TRAVERSE CITY, Mich. – When Riley Sheahan jumped off the bench to make his NHL debut, he didn’t expect to be sitting down again so soon.
“I got a four-minute penalty my first shift so that was a little tough,” Sheahan said with a laugh. “But other than that I sort of calmed down and felt more comfortable and I thought I played pretty well. You got to get your name on the score sheet in your first game, something to remember it by.”
He doesn’t dwell on his time in the penalty box, though. A conversation Sheahan had with a popular defenseman was a little more important to him than the penalty.
“(Nicklas) Lidstrom was one of the first guys I talked to after the game,” Sheahan said. “He was awesome, really supportive just giving me different pointers and asking me how I felt and what was different and what I thought I could change. That was cool.”
The center couldn’t have asked for better mentors in Detroit than Lidstrom, Henrik Zetterberg and Pavel Datsyuk.
“I think the biggest thing is just coming to every game ready to play,” Sheahan said about what he learned with the Red Wings. “One of my problems I think was just being consistent so watching those guys go through the same routine every game, every practice, it rubs off on you and you learn how to prepare yourself in that environment.”
But Sheahan had to put in a lot of work to earn a spot on the Red Wings’ bench. The St. Catharine’s, Ontario native started playing hockey when he was only four years old. Besides trying his hand at basketball, Sheahan hasn’t looked back since.
“I think just being in Canada when you’re growing up, hockey is the sport to play,” Sheahan said. “My parents were actually pretty into basketball and I was even into basketball a little more when I was growing up. I slowly started to figure out that hockey was going to be my main sport so I had to sacrifice some things and focus on that.”
He made the right decision. Sheahan’s hard work paid off two years ago when the Detroit Red Wings selected him with the 21st pick of the 2010 NHL Draft. It was an experience that was so surreal, Sheahan barely remembers hearing his name fill the draft room.
“It was a pretty special moment,” Detroit’s first round draft pick said. “It was awesome to share with my family and cool to be in L.A. and go up on stage. You see guys on TV when you’re growing up and all the players who go through that whole process, so it was pretty special and extra special to be able to share it with my family.”
Family has always been an important part of Sheahan’s life. Both of his parents were teachers, so it’s no surprise that Sheahan decided to start his post-draft career at Notre Dame. He met friends that will last a lifetime and learned how to improve his mental skills through his studies.
“I think just learning how the mind works and how people are socially and just the different things,” Sheahan said, explaining his decision to major in sociology. “I took a lot of psychology classes to so that was interesting and spoke with our sports psychologist a lot just about different things when it comes to mentally preparing yourself for games.”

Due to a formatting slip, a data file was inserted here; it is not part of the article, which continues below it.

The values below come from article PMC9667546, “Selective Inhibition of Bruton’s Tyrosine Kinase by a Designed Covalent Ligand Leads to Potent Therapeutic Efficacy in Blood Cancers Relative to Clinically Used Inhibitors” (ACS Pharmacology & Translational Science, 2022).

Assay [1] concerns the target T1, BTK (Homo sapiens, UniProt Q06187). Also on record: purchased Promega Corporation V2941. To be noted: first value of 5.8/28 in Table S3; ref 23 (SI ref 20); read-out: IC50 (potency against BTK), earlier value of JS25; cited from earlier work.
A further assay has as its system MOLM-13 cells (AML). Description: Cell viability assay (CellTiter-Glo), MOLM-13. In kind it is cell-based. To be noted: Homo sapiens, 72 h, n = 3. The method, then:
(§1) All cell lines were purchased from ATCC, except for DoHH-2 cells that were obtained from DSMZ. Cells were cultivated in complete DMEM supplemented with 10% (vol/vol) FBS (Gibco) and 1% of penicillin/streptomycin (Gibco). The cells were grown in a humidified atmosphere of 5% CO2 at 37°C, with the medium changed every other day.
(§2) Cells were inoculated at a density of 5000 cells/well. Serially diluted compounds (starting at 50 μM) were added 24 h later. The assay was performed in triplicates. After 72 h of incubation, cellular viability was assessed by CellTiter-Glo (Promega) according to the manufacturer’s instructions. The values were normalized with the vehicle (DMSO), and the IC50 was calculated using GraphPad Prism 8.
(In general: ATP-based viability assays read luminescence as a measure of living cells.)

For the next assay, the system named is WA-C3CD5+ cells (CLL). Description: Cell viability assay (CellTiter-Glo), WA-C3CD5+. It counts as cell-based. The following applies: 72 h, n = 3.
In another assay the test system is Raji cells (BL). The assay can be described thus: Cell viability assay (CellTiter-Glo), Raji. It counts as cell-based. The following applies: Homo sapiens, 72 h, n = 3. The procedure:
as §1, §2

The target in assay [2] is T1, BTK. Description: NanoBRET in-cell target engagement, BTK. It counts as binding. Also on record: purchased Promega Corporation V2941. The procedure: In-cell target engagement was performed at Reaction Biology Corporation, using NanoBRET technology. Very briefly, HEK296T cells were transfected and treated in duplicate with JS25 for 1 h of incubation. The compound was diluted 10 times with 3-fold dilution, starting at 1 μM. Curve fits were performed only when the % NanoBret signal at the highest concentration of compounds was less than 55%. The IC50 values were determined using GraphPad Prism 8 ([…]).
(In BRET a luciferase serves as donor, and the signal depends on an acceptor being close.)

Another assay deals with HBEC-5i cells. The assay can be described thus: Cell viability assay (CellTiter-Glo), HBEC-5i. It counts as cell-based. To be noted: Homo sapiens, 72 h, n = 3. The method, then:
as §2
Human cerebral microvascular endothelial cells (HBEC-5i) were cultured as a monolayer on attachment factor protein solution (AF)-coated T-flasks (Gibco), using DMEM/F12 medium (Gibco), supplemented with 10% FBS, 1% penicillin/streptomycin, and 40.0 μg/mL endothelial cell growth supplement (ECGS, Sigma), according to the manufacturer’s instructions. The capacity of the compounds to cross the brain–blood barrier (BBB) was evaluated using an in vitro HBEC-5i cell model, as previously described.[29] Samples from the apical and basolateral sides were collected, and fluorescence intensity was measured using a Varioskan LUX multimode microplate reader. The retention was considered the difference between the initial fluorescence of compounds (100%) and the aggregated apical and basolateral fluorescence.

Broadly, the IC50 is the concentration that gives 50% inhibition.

Sheahan used his psychology knowledge to visualize how he wanted to perform on the ice. It was his mental toughness, combined with his superior physical skills, that prompted Detroit to place a call in April.
It was time for Sheahan to make his NHL debut.
“It was unbelievable,” Sheahan said of his time playing with Detroit. “The guys brought me in with their arms open and I learned a lot from all the players. They’re so good playing at that level, you sort of realize what the possibilities are so it makes you work extra hard.”
Sheahan plans to work hard throughout the remainder of the offseason. After earning his first taste of the NHL a few months ago, he’s eager to be back on the Red Wings’ bench.
“I’m going to try to work my hardest to crack the lineup with Detroit,” Sheahan said. “Obviously that’s everyone’s goal here so you have to work extra hard in the offseason. Everyone is doing the same thing so you’re going to try to do whatever you can to get one up on everyone.”
The center got a sneak peek at the work his fellow prospects have been doing this week at the Red Wings’ development camp. He had plenty of time to show off his puck-handling skills, but it wasn’t all fun and games.
“It was hard work, but at the same time it feels good to know where you’re at,” Sheahan said. “There are still two months left until main camp. I think everyone’s doing a good job in the offseason so it’s fun to be in a competitive environment. At the same time you know you’re working hard.”
Sheahan will return to play for the Grand Rapids Griffins this fall, but hopes to receive another phone call from the Red Wings. With his debut far behind him, Sheahan will be more than ready to skate with the winged wheel on his chest.
And this time he plans on marking a few points on that scorecard.